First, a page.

Molecular Genetics of Alzheimer's Disease
Springer Verlag Berlin Heidelberg
Faculty of Computing, Health and Science
School of Exercise, Biomedical and Health Science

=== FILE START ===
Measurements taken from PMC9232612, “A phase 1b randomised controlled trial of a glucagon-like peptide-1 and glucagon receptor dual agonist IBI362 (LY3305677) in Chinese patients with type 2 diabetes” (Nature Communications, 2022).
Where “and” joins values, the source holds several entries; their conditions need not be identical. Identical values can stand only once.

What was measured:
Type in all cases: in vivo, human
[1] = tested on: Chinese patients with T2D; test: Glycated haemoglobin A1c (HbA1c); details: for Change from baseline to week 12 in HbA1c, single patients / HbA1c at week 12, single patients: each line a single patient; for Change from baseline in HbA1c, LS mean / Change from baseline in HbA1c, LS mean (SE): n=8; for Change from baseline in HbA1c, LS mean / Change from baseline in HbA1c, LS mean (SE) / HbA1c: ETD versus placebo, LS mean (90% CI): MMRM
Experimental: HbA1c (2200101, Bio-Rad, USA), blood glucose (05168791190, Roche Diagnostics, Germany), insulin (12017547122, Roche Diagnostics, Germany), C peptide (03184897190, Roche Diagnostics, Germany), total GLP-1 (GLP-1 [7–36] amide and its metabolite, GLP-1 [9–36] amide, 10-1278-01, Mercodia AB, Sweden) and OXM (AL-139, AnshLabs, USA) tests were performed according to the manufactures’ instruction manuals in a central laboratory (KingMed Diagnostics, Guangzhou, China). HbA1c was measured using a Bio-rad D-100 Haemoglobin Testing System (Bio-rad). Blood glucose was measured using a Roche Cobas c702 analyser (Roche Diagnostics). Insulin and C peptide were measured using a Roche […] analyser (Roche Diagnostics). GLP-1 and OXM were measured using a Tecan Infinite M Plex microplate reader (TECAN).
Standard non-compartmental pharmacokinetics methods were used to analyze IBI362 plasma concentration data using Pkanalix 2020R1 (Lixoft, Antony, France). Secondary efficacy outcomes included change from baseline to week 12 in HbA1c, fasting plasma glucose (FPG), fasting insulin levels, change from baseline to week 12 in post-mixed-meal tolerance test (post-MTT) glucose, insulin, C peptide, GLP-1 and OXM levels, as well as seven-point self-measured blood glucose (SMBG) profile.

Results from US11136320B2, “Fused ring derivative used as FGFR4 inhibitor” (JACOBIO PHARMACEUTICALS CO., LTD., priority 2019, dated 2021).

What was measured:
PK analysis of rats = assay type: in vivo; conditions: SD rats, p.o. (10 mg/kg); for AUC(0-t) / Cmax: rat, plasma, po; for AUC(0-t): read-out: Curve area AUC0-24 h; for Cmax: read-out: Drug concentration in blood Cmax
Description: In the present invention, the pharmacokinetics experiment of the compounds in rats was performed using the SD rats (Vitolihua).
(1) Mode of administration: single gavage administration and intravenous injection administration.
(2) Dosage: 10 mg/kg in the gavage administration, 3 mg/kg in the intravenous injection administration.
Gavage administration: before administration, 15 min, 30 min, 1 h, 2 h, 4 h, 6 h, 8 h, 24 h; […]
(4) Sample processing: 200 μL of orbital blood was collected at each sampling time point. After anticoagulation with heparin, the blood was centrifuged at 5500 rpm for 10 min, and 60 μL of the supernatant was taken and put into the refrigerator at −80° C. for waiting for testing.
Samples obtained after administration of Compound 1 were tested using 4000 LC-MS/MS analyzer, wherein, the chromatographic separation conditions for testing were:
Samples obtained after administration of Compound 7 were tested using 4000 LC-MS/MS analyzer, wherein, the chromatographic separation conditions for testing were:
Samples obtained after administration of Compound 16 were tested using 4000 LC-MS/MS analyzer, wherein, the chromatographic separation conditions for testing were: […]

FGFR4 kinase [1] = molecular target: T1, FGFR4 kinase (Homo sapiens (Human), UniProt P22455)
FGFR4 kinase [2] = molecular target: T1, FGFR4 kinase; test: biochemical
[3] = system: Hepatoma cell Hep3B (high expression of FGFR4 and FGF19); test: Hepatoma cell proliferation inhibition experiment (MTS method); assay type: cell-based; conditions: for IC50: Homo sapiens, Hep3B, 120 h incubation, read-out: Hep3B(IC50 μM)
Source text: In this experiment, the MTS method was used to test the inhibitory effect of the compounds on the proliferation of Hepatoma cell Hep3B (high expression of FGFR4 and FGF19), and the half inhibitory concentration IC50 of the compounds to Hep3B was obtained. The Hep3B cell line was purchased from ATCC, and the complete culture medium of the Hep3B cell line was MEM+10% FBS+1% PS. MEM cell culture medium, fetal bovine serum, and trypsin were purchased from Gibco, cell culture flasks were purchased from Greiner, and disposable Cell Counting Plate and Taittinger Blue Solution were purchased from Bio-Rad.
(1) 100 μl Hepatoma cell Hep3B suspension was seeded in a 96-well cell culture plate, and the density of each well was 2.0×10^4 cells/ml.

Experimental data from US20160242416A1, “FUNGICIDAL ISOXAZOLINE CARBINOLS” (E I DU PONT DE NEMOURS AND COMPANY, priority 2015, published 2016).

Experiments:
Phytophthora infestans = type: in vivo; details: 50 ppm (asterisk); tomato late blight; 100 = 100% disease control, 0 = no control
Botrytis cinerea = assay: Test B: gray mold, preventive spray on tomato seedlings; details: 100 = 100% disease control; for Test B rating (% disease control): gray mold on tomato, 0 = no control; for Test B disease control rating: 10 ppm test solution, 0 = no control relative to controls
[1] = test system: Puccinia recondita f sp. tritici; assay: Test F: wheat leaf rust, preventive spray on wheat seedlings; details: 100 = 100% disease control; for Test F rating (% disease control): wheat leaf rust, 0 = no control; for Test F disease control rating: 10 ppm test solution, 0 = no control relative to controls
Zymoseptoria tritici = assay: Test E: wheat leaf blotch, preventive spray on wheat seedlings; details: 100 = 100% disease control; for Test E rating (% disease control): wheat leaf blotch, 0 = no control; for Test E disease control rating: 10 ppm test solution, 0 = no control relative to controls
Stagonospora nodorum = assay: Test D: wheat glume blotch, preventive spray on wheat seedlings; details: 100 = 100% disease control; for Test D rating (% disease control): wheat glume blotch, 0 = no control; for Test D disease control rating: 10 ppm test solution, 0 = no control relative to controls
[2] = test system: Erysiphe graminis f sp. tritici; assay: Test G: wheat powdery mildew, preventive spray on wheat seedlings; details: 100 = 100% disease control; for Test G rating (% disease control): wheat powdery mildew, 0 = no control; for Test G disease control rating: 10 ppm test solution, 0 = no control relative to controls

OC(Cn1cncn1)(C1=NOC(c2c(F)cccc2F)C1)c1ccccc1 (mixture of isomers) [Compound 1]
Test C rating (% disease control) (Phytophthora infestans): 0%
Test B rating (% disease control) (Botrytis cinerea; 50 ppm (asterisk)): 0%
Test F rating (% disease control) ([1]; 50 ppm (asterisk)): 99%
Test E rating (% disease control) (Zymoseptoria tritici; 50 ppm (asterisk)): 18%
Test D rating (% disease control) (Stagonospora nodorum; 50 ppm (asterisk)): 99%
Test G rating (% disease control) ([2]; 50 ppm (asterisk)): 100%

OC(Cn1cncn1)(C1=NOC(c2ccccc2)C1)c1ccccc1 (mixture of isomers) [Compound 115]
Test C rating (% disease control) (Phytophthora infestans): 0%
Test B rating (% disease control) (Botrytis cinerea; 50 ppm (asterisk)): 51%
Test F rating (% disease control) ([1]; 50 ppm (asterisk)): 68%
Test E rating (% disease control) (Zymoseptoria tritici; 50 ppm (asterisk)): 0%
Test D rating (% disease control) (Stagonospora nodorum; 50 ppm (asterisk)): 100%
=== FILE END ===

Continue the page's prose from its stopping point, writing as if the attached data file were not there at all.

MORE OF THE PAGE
Alzheimer’s disease (AD) is the most common form of dementia, with currently ~ 24 million affected world-wide a number that is expected to increase ~4 fold in the next 40 years. Since the first descriptions of the neuropathological hallmarks over 100 years ago, it is now apparent that the disease is a genetically complex, heterogenous, progressive neurodegenerative disorder. The identification of genetic mutations that account for the early onset forms of the disease and genes associated with the increased risk of developing the disease have played important roles in AD aetiology and the underlying mechanisms that contribute to the pathogenesis of the disease. In particular, they have provided insight into the production, accumulation and clearance of beta amyloid (A), a molecule that plays a key role in the pathogenesis of AD. This review focuses on the genes in which mutations account for the majority of early onset familial cases (APP, PSEN1 and PSEN2), and those that are the major genetic risk factors for the disease (ie APOE 4) and outlines their contributions to disease pathogenesis.